(2) Treatment. Give sitz baths (bath in which hips and buttocks of patient
are the only parts under water) for infection in the genital area. If the area is acutely
inflamed, use cool Burow's solution 1:10,000 for several days before applying any
ointments. Any one of these medications can be used: Desenex ointment applied
twice daily; Tinactin; or Halotex 1 percent solution or cream. When bathing, rinse
away all soap and dry the skin thoroughly. Use drying powder two or three times daily
and be sure not to wear any rough clothing.
d. Tinea Pedis (Athlete's Foot)(Epidermophytosis).
(1) Description/characteristics. Tinea of the feet, an extremely common
acute or chronic skin problem, occurs on the palms of the hands and soles of the feet.
Two clinical forms of this skin problem are seen: filaments that are vegetative organs
and spores that do not contain chlorophyll and are parasitic. Classic lesions are
weeping vesiculations. There is also a noninflammatory type of lesion with small,
nonweeping vesicles in the plantar surface of the foot and the sides of the toes, both
very similar to dyshidrosis (deep eruption of blisters occurring primarily on the hands
and feet accompanied by intense itching). Some people appear to be more susceptible
than others to athlete's foot; however, the organisms that cause this disease are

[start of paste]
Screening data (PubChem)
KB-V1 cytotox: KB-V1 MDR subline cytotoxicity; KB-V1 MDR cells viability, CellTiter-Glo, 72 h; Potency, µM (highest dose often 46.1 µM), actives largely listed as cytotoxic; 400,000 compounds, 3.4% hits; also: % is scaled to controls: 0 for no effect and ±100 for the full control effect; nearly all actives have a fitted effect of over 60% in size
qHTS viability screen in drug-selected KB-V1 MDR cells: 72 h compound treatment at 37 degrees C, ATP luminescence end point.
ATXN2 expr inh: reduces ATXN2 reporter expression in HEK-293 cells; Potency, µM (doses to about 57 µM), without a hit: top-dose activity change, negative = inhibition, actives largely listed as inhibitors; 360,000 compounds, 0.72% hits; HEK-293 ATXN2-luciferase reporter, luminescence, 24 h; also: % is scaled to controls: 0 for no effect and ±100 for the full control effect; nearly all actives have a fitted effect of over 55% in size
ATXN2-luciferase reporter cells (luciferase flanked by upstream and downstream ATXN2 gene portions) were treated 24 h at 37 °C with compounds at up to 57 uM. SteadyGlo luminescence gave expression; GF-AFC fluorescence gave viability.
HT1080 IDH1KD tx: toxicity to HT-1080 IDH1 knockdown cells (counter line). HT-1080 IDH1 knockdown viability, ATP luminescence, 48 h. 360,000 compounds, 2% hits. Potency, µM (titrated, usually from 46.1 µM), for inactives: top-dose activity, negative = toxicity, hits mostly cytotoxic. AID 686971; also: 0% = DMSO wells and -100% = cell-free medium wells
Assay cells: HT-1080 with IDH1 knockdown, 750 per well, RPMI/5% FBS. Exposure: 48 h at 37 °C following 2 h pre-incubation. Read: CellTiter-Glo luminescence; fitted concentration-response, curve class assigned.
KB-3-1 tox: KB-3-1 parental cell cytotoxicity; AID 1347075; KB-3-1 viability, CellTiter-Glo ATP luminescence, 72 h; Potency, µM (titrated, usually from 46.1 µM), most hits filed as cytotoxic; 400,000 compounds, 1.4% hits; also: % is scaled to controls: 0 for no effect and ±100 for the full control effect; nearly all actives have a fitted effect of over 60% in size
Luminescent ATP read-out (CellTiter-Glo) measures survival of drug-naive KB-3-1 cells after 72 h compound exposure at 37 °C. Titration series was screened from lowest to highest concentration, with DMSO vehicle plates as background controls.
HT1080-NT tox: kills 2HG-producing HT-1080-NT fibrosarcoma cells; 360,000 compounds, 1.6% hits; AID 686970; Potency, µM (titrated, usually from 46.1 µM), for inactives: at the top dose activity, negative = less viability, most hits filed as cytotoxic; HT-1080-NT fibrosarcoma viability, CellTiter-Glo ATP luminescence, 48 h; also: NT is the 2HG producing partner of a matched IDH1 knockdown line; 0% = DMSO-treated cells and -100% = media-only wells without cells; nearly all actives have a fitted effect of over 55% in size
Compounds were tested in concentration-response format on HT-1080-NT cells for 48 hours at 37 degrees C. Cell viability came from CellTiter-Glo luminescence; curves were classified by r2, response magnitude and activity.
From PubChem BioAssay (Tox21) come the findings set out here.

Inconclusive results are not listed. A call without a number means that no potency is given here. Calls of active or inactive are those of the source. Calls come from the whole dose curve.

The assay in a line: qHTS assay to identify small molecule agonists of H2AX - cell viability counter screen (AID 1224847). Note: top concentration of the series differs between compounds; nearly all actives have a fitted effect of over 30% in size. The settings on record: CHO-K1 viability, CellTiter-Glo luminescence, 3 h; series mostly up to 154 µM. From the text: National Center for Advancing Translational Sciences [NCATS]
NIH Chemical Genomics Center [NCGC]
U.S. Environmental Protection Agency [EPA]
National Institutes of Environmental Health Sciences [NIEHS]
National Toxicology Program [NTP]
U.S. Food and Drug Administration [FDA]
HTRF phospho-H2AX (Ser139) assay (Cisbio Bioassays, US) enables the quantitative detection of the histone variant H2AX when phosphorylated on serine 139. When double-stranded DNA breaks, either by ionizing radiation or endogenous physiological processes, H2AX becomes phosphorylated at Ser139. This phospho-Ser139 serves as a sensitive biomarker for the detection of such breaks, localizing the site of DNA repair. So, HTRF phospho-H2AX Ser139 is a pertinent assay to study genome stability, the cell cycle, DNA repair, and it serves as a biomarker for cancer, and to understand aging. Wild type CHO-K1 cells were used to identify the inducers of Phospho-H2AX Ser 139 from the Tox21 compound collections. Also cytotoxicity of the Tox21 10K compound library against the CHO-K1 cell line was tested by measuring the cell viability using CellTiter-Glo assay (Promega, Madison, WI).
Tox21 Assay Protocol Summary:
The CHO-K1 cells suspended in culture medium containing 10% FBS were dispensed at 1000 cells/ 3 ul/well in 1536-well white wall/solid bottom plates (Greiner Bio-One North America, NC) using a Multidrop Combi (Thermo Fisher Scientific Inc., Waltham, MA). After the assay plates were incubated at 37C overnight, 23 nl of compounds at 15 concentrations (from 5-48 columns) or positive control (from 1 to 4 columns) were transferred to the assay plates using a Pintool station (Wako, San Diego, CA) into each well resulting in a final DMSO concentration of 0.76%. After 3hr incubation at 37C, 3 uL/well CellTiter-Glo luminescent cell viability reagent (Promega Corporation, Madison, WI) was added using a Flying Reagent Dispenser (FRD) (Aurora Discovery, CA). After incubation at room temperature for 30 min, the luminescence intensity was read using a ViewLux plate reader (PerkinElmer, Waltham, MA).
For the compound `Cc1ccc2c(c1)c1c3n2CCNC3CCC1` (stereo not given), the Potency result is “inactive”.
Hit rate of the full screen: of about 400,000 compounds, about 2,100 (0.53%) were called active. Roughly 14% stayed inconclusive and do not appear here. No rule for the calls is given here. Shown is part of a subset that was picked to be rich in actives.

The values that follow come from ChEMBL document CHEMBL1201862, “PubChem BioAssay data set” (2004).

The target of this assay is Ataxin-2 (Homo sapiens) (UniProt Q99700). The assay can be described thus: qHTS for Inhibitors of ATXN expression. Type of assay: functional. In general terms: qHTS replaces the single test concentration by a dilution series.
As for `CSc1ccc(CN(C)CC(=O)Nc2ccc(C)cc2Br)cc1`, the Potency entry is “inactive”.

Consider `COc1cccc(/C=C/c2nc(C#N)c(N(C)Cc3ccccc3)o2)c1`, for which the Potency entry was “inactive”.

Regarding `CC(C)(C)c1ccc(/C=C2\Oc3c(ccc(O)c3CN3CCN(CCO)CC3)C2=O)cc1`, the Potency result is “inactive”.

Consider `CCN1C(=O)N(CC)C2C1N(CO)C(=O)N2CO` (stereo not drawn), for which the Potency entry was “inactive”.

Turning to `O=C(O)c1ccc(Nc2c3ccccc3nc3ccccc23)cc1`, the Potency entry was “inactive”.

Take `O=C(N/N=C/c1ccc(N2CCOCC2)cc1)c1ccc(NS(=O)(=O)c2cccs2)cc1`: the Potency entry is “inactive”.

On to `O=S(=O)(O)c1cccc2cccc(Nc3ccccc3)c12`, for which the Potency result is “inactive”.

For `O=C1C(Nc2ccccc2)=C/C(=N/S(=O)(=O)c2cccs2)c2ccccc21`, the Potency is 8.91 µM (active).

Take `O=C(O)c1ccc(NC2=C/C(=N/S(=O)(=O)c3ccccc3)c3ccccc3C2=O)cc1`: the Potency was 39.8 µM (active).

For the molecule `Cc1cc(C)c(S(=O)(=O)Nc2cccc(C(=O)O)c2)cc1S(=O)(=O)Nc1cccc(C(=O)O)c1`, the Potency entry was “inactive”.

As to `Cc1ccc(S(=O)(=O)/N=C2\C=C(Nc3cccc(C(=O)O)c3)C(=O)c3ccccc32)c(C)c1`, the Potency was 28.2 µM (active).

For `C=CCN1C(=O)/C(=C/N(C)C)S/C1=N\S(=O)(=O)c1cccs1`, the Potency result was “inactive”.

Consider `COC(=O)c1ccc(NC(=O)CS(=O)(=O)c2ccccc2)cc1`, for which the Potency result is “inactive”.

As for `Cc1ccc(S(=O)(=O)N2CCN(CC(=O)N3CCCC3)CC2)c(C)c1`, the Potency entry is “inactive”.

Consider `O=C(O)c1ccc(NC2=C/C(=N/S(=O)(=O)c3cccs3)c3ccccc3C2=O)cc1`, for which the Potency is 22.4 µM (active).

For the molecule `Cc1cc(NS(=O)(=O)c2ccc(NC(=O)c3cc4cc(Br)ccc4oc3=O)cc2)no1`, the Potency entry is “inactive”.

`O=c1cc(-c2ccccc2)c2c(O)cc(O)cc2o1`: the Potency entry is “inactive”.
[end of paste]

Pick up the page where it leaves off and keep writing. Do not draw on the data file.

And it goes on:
probably present on most people's feet all the time. The disease usually begins on the
third and fourth interdigital spaces of the foot and then spreads to the planter surface of
the arch. The lesions are softened areas with scaling borders. Maceration and
moisture due to excessive sweating cause more skin lesions than fungi. Involved
toenails become thickened and distorted. Acute flare-ups are common during warm
weather. Tinea pedis may be confused with softening due to hyperhidrosis (excessive
sweating) or occlusive (obstructive) footgear and other skin eruptions.
(2) Treatment. To treat tinea pedis, begin by maintaining good foot hygiene.
Dry the skin between the toes thoroughly after bathing and rub away any macerated
skin. Routinely, use a bland powder on the affected area. Place cotton between the
toes at night. Aluminum chloride 30 percent concentration can be used to dry the area
and for its antibacterial properties. Other medications that can be used include
tolnaftate solution or cream (the best single topical agent), clotrimazole one percent
cream or solution, haloprogin one percent solution or cream, miconazale two percent
cream or one-half percent Whitfields ointment.
e. Tinea Versicolor.
(1) Description/characteristics. Tinea versicolor is a mild superficial
infection of the skin usually found on the body trunk. This skin infection is caused by
fungus. The affected area will not tan. This disease is not particularly contagious. It is
apt to occur frequently in patients who wear heavy clothing and perspire a great deal.
Epidemics may occur in athletes. Symptoms include mild itching, usually not
uncomfortable enough to bother most people. The lesions are velvety, chamois-colored
macules which may vary from 4 to 5 mm. The lesions are easily scraped off using a
fingernail. The lesions appear on the trunk, upper arms, neck, and face. They may
persist for years without notice. You should distinguish them from vitiligo and